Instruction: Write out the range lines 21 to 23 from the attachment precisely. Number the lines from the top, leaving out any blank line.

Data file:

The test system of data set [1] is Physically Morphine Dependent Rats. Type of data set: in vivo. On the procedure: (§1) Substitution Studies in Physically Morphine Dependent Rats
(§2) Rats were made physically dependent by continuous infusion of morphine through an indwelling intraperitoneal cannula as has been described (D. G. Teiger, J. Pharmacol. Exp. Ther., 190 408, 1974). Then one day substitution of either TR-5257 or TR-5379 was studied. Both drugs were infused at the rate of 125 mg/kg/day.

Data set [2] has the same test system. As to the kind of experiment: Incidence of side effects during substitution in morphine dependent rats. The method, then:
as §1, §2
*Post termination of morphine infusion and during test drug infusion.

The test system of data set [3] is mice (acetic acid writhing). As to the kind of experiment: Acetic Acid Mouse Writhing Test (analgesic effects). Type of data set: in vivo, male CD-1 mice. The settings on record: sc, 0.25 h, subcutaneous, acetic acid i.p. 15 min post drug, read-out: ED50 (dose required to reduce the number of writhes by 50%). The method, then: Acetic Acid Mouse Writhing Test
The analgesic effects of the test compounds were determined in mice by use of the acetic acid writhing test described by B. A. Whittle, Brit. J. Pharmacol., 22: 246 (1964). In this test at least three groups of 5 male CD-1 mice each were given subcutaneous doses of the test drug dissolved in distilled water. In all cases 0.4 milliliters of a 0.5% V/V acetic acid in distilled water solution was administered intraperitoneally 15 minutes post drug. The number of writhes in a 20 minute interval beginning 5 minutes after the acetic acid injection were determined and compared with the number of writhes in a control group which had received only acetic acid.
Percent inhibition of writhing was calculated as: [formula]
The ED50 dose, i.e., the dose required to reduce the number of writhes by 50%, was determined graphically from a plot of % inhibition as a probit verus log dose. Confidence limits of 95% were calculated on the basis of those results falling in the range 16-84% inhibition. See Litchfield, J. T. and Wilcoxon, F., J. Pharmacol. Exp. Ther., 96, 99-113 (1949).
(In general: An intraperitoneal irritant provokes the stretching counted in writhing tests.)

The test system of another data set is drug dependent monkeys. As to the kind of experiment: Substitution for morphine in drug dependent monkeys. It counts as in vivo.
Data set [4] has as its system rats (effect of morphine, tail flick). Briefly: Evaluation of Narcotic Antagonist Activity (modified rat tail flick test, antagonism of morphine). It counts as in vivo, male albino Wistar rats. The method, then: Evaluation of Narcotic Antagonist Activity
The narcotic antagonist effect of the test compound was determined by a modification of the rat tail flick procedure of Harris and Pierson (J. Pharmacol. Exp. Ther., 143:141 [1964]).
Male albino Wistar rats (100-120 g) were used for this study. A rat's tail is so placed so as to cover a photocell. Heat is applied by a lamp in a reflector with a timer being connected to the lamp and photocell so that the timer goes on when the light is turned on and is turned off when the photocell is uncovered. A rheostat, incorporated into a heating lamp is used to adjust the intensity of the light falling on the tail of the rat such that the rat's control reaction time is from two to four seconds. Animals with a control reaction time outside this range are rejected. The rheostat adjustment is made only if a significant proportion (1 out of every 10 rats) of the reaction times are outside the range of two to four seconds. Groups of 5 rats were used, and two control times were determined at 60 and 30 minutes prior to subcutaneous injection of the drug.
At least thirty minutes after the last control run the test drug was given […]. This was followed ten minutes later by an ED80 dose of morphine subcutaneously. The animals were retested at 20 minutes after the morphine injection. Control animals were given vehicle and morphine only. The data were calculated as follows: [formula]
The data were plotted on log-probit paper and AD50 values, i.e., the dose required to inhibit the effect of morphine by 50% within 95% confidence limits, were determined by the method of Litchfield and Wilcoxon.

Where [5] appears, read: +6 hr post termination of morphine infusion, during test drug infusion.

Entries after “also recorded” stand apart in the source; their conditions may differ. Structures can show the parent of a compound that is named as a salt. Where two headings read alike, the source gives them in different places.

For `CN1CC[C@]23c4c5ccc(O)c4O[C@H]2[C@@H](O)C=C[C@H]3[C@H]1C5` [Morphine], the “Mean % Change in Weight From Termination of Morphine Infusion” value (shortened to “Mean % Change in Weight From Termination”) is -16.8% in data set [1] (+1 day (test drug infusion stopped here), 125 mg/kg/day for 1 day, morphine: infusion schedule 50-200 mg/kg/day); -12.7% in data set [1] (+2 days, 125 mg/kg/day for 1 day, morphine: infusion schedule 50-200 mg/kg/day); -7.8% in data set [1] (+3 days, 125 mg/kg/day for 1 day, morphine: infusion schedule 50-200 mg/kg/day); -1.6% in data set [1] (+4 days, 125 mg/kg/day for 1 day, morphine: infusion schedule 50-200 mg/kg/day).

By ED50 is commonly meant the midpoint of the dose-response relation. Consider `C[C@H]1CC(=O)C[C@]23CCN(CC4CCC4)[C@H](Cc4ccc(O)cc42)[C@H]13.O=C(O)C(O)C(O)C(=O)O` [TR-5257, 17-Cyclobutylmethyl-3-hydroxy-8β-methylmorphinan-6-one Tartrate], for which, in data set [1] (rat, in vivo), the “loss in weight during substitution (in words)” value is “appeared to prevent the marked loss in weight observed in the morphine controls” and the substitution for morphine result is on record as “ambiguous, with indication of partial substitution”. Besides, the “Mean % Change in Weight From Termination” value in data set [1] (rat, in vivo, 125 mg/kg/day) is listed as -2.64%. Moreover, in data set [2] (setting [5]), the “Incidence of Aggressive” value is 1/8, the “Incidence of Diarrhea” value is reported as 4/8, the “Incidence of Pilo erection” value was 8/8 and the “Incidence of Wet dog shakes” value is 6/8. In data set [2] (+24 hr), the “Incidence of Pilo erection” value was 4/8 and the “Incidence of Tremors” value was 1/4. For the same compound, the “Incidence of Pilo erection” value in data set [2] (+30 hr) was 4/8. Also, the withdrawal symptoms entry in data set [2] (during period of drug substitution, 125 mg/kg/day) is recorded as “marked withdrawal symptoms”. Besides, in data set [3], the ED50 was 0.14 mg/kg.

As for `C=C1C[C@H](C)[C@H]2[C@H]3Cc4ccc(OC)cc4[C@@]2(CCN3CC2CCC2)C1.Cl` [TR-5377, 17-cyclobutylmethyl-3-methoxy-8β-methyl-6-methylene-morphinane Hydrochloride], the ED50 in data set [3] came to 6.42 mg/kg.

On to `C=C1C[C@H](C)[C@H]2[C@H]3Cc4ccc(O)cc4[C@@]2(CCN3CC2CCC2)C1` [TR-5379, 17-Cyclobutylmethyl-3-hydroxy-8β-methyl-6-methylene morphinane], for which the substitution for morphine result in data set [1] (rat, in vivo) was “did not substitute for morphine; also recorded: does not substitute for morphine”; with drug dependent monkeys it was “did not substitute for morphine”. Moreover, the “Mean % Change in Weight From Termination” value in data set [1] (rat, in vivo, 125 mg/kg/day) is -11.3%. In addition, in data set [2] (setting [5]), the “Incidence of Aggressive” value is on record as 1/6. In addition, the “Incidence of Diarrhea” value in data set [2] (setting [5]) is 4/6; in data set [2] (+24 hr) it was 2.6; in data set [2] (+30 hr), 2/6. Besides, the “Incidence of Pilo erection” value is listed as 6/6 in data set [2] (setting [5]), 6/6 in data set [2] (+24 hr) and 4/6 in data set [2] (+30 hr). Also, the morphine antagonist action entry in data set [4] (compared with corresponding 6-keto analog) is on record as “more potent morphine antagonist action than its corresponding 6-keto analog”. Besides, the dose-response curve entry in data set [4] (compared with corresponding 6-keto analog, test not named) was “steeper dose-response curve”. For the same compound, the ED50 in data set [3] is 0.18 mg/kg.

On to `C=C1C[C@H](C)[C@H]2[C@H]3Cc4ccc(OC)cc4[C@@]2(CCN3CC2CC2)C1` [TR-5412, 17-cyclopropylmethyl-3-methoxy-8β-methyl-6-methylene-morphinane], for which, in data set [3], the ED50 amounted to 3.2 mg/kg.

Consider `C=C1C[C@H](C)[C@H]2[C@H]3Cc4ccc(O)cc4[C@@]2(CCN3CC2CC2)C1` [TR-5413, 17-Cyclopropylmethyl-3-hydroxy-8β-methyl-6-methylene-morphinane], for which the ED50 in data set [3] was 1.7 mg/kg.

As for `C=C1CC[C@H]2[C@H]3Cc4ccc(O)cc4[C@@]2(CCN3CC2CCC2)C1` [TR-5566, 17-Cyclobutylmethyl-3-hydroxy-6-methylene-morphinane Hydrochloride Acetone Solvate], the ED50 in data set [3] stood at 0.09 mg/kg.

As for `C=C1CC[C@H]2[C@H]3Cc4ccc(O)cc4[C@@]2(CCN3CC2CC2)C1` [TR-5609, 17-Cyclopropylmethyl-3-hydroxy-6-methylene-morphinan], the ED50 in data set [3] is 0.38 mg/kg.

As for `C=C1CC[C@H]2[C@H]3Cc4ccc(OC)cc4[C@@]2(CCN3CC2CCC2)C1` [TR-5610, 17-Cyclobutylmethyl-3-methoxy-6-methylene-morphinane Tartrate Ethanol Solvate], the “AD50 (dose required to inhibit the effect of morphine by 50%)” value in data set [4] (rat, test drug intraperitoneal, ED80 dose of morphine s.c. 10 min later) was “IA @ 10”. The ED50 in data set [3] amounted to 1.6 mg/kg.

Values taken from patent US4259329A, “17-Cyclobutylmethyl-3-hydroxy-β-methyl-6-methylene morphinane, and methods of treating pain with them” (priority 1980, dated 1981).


As for `C=C1C[C@H](C)[C@H]2[C@H]3Cc4ccc(OC)cc4[C@@]2(CCN3CC2CCC2)C1.Cl` [TR-5377, 17-cyclobutylmethyl-3-methoxy-8β-methyl-6-methylene-morphinane Hydrochloride], the ED50 in data set [3] came to 6.42 mg/kg.

On to `C=C1C[C@H](C)[C@H]2[C@H]3Cc4ccc(O)cc4[C@@]2(CCN3CC2CCC2)C1` [TR-5379, 17-Cyclobutylmethyl-3-hydroxy-8β-methyl-6-methylene morphinane], for which the substitution for morphine result in data set [1] (rat, in vivo) was “did not substitute for morphine; also recorded: does not substitute for morphine”; with drug dependent monkeys it was “did not substitute for morphine”. Moreover, the “Mean % Change in Weight From Termination” value in data set [1] (rat, in vivo, 125 mg/kg/day) is -11.3%. In addition, in data set [2] (setting [5]), the “Incidence of Aggressive” value is on record as 1/6. In addition, the “Incidence of Diarrhea” value in data set [2] (setting [5]) is 4/6; in data set [2] (+24 hr) it was 2.6; in data set [2] (+30 hr), 2/6. Besides, the “Incidence of Pilo erection” value is listed as 6/6 in data set [2] (setting [5]), 6/6 in data set [2] (+24 hr) and 4/6 in data set [2] (+30 hr). Also, the morphine antagonist action entry in data set [4] (compared with corresponding 6-keto analog) is on record as “more potent morphine antagonist action than its corresponding 6-keto analog”. Besides, the dose-response curve entry in data set [4] (compared with corresponding 6-keto analog, test not named) was “steeper dose-response curve”. For the same compound, the ED50 in data set [3] is 0.18 mg/kg.

On to `C=C1C[C@H](C)[C@H]2[C@H]3Cc4ccc(OC)cc4[C@@]2(CCN3CC2CC2)C1` [TR-5412, 17-cyclopropylmethyl-3-methoxy-8β-methyl-6-methylene-morphinane], for which, in data set [3], the ED50 amounted to 3.2 mg/kg.